What Is A Functional Resume?

The functional resume, or skills-based resume, focuses on your relevant skills instead of your work experience. It acts as a way to show you are capable of performing essential responsibilities, even if you haven’t worked similar jobs in the past.

Unlike a Chronological resume, a functional resume will devote more space to the skills section, and this, combined with the summary of qualifications, dominates what the reader sees. Although work experience is included, it is given minimal attention at the bottom of the page.

When Should You Write A Functional Resume?

A functional resume allows you to draw attention toward your abilities and away from any issues with your work history. Due to this, functional resumes are good if:

  • cap-iconYou have little to no experience: If you’re a first-time job seeker, then you don’t have a lot of experience to show on your resume. A functional resume will help promote your abilities and make you look qualified.
  • pen-iconYou work as a freelancer or contractor: If your work history is scattered among various job experiences, you can summarize your qualifications more efficiently with a functional resume.
  • suite-iconYou are changing careers: Use a functional resume template to discuss your transferable skills to show why you are qualified for the job even if your past work history is unrelated to the field.
  • note-iconYou have significant gaps between jobs: A functional resume barely discusses your work history. This means it is not as apparent if you have any gaps, however, understand that you may still need to explain them if asked.
  • tick-iconYou are applying to jobs prioritizing skills over experience: Some positions are more concerned about your skills, especially if they are highly specialized and/or require hard skills. A functional resume will bring these desired traits to the reader’s attention.

Do employers and recruiters like functional resumes?

Many recruiters and hiring managers, and by extension Applicant Tracking Systems (ATS), prioritize work experience over skills and do not like functional resumes. They may disregard the attention placed on your skills, and focus only on the little information given about your past jobs, which means it will be harder to convince them you are qualified.

That is not to say functional resumes are bad. They are not. However, you should be careful when using one. Make sure you are using a functional resume because its focus on skills over experience is beneficial to your professional goals.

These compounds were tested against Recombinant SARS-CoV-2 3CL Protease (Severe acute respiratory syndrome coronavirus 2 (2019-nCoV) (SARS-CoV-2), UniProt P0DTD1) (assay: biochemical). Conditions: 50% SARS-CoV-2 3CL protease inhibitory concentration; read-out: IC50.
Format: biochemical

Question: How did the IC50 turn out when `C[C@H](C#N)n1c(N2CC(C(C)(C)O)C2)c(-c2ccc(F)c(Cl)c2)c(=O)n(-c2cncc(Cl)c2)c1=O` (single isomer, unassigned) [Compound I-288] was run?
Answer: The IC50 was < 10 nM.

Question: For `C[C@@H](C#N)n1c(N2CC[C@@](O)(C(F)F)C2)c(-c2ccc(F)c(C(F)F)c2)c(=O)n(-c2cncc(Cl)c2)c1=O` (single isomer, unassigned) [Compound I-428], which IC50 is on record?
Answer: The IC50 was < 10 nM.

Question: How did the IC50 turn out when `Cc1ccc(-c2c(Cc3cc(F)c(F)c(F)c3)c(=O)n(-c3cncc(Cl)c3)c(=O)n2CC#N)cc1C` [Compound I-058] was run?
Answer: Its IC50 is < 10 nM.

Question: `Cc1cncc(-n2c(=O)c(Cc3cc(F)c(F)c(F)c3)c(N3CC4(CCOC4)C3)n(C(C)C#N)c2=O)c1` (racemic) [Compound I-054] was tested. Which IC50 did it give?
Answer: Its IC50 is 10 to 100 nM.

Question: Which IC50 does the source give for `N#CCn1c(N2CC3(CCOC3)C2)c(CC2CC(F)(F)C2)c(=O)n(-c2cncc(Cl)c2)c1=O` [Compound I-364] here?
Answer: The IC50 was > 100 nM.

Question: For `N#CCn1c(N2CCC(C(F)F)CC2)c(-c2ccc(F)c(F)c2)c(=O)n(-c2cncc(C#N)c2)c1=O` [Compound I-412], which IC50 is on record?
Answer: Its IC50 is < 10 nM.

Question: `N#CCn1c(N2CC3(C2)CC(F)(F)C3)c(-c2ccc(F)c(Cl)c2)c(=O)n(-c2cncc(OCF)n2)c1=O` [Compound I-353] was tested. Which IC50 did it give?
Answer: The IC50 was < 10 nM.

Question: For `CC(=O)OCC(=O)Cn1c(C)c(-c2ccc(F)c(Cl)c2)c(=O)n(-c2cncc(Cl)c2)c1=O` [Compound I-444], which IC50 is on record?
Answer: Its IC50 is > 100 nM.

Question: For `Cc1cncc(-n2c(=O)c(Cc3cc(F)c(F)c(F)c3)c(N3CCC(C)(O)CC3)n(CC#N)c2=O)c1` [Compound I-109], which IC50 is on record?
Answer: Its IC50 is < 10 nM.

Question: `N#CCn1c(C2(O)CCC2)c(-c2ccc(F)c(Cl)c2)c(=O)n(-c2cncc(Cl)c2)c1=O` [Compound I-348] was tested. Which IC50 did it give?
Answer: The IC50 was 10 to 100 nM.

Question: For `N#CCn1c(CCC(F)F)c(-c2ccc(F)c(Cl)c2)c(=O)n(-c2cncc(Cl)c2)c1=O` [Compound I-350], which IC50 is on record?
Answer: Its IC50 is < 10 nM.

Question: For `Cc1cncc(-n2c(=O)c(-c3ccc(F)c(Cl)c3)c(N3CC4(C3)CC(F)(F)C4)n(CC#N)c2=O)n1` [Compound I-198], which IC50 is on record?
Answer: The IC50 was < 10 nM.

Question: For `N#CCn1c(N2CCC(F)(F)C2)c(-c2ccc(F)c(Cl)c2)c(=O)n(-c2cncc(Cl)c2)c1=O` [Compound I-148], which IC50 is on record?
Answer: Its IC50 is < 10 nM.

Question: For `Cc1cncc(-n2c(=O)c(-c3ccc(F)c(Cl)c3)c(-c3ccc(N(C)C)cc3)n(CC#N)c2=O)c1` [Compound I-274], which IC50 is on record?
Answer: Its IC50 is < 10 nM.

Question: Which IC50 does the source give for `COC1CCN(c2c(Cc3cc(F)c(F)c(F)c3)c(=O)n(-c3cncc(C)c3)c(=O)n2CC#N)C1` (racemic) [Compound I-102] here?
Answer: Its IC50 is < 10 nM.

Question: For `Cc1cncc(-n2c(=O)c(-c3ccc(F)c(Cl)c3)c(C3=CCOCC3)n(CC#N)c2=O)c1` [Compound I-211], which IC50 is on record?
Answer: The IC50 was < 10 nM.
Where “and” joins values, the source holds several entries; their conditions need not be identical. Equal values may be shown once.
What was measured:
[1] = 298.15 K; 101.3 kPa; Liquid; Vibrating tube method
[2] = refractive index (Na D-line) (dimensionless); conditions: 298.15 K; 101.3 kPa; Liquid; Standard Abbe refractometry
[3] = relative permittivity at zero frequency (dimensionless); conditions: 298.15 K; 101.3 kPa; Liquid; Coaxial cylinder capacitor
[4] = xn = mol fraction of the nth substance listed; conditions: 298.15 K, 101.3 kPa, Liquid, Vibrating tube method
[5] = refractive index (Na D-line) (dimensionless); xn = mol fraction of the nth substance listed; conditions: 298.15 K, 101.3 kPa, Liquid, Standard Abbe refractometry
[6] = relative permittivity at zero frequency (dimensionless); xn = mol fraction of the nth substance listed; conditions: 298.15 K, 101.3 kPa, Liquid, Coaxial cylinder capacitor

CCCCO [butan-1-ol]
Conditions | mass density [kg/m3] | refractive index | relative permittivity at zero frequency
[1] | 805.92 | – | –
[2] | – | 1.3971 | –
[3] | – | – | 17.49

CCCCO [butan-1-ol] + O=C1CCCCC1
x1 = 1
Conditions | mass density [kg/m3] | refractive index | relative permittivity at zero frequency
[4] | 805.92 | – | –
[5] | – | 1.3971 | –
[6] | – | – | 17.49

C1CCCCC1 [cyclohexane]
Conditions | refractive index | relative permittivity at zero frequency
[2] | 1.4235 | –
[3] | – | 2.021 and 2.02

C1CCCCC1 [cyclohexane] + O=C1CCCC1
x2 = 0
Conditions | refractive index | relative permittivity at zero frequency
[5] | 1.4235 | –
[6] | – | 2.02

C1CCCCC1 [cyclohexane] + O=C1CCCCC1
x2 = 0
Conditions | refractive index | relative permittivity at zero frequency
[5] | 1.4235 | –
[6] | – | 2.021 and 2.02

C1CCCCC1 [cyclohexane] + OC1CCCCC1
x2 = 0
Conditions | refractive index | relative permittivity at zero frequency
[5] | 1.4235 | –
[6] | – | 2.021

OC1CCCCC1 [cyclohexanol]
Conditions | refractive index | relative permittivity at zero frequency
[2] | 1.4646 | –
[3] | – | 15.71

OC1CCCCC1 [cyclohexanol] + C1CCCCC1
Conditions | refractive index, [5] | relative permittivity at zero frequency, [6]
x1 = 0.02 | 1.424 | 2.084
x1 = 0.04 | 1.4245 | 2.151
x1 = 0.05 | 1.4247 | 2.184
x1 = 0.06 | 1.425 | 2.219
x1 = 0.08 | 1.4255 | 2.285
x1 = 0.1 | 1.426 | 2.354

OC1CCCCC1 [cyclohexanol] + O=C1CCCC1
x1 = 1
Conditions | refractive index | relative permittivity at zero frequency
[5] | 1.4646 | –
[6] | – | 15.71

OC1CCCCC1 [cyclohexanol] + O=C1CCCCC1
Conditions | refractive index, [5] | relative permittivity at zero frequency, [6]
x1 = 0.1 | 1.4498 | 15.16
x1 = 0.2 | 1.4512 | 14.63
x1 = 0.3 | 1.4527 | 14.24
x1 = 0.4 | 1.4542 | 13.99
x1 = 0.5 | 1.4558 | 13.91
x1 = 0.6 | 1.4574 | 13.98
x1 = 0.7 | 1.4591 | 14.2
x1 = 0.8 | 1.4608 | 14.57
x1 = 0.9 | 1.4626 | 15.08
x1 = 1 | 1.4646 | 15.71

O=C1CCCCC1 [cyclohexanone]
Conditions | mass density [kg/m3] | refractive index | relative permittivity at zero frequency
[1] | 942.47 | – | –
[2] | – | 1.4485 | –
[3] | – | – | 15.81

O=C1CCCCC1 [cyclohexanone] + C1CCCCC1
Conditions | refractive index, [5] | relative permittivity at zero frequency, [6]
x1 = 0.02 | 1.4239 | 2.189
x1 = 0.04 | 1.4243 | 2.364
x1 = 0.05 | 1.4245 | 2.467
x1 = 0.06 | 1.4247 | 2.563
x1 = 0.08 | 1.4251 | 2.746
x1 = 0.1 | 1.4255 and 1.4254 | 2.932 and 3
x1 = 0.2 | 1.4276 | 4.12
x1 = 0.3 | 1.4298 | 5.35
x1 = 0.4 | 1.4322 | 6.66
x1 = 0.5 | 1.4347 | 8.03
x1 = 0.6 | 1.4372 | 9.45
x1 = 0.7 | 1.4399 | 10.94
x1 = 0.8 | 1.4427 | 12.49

How To Write A Functional Resume

The functional resume template is broken down into the following sections:

Animation 1

Contact Information

In any resume format, you will write your contact information in the header of your document. This heading will contain the following:

  • Your first and last name.
  • Your phone number.
  • Your professional email address.
  • The city and state where you live.
  • Any links to professional websites or social media.

Summary or Objective Statement

A resume summary is your pitch to the reader that explains why you are the best candidate for the job. In one to four sentences, briefly describe your qualifications. If you lack experience, you may want to use an objective statement that declares your professional goals and what you want to achieve through employment.

Summary of Qualifications

In the next section of your functional resume, you will include a summary of your qualifications highlighting your most relevant skills. Your summary should be brief and easy to read, so use bullet points that list three to five skills required for the job.

It is important that you include examples of how you used these skills. Even if you don’t have professional experience, consider including volunteer or academic work demonstrating your value.

Professional Skills

The skills section will be the center of attention for your functional resume. You will want to tailor this section with skills required for the job position. Use a combination of hard and soft skills based on keywords found in the job description. Additionally, mention any transferable skills from previous experiences that would be useful.

Under each skill provide a bulleted list that shows capabilities. Provide experiences of when you used the skills and be able to quantify your achievements. Keep your bullets concise to create a clear picture of your skill set.

Work History

Unlike a chronological resume, the work history section of a functional resume is brief and appears at the bottom of your resume. You want to list the name of your company, your job title, and your dates of employment. You will write any other information related to your work experience in the summary of qualifications or skills section.


Finally, provide any education, such as degrees, courses, training, or certifications that show you have the knowledge and thinking skills to help you succeed at the job.

Functional Resume Template and Examples

If you want to know how to write a functional resume, download a template from our collection of examples to get started. By using a sample, you can be sure that you format your functional resume correctly so that it maximizes your qualifications.

Premium Functional Resume Examples

Free Functional Resume Templates

Functional Resume Pros and Cons


  • Demonstrates skills even if you lack professional experiences.
  • Can highlight transferable skills which is helpful if you are changing careers.